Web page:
Am Fam Physician. 2005;71(9):1814-1819
The Agency for Healthcare Research and Quality has issued a systematic review of the evidence regarding screening patients for celiac disease, a small-bowel malabsorption disorder that results in mucosal inflammation, villous atrophy, and crypt hyperplasia, which occur on exposure to gluten, and clinical and histologic improvement when gluten is withdrawn from the diet. The full report is available at http://www.ahrq.gov/downloads/pub/evidence/pdf/celiac/celiac.pdf; a shorter summary is available at http://www.ahrq.gov/clinic/epcsums/celiacsum.htm. While the report does not make specific recommendations, it provides the best available evidence so physicians and patients can make their own decisions.
Celiac disease—also referred to as celiac sprue, gluten-sensitive enteropathy, and non-tropical sprue—is thought to result from the activation of both a cell-mediated (T cell) and humoral (B cell) immune response on exposure to the glutens (prolamins and glutenins) of wheat, barley, rye, and oats in a genetically susceptible person. The diagnosis of celiac disease in adults is classically made on the basis of clinical suspicion (i.e., isolated iron deficiency, combined iron and folate deficiency, osteoporosis) and findings of a duodenal biopsy while the patient is on a gluten-containing diet, followed by clinical and histologic improvement after a gluten-free diet (GFD) is initiated.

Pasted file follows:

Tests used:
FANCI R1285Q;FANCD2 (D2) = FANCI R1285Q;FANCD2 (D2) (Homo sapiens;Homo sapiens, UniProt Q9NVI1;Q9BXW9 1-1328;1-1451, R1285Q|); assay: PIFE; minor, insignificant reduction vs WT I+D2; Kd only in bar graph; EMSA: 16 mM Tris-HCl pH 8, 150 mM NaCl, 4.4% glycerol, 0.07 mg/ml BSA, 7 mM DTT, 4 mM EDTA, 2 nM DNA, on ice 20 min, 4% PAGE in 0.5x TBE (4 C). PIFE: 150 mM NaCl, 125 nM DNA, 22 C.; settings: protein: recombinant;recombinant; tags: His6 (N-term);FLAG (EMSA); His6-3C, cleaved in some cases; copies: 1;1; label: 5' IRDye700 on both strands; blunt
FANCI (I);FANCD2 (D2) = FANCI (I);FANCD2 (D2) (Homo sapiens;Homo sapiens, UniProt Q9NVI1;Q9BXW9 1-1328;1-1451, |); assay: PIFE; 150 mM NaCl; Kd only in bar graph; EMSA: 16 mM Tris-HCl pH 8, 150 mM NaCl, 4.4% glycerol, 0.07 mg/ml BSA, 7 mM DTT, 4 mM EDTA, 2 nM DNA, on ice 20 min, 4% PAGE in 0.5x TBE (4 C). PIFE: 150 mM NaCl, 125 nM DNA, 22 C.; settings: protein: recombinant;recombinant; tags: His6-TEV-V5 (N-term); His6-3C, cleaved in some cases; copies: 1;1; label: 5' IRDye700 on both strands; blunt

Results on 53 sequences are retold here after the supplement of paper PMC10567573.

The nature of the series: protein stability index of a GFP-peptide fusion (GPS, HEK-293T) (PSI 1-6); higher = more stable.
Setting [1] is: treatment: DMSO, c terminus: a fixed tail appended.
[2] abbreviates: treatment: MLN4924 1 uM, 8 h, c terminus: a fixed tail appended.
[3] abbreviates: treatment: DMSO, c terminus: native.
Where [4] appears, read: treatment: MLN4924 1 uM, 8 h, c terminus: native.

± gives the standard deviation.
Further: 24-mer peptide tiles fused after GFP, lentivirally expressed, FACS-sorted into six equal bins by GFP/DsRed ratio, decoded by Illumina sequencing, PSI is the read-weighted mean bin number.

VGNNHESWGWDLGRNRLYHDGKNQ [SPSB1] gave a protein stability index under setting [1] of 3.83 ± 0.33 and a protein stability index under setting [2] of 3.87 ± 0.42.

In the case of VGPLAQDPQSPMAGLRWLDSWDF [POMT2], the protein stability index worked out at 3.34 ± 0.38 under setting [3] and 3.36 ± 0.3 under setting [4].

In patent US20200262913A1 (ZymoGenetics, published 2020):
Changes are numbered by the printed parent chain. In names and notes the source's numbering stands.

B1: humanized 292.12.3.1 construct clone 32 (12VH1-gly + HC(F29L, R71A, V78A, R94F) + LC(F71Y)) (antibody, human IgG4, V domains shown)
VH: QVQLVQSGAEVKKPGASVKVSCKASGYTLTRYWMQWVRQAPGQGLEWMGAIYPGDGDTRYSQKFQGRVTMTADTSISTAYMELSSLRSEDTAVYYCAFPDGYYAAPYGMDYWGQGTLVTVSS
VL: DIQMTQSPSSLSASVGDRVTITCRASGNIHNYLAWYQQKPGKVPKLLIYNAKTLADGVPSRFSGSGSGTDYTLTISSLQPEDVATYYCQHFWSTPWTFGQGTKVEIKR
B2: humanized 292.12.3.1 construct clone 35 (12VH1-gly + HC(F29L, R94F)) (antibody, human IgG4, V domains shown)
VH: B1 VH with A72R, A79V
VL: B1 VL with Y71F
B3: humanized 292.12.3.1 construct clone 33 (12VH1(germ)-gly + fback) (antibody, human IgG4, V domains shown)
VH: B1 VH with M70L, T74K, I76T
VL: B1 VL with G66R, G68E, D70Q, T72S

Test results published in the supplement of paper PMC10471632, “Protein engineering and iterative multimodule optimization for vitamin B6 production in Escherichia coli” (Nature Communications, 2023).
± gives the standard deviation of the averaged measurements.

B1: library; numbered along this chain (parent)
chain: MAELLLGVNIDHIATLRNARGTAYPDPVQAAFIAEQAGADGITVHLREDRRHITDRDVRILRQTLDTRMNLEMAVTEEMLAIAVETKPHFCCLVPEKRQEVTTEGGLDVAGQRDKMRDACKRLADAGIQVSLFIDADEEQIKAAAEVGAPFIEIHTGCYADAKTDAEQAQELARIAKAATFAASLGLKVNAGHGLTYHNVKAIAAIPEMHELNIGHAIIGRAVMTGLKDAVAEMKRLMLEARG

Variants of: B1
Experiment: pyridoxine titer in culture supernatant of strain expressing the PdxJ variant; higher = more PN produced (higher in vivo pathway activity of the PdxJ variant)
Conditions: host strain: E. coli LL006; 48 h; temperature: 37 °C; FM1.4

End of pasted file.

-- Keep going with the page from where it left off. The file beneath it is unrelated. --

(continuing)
Untreated celiac disease is associated with a number of complications, including nutritional problems, anemia, reduced bone-mineral density, and intestinal lymphoma. Most patients are treated successfully with a GFD. However, mounting evidence implies that celiac disease is much more common than previously was thought, so patients at risk should be screened.
In this report, investigators assessed the literature to systematically review five areas of celiac disease: (1) sensitivity and specificity of serologic tests; (2) prevalence and incidence of celiac disease; (3) celiac disease–associated lymphoma; (4) consequences of testing for celiac disease; and (5) interventions to institute a GFD.
Sensitivity and Specificity of Serologic Tests
Several serologic markers have become available that may help diagnose celiac disease. The sensitivity of IgA anti-gliadin antibodies is reported to range from 70 to 85 percent; the specificity ranges from 70 to 90 percent. IgA anti-endomysial and anti-tissue transglutaminase antibodies have sensitivities that exceed 90 percent and specificities of more than 95 percent.
Human leukocyte antigen DQ2/DQ8 testing also may be useful in diagnosing celiac disease. The test has high sensitivity (exceeding 90 to 95 percent), but because about 30 percent of the general population, and an even higher proportion of high-risk persons (e.g., those with diabetes), also carry these markers, the specificity of this test is not ideal. The best use of this test is its negative predictive value. That is, when negative, it rules out the diagnosis, but when positive, it requires confirmation.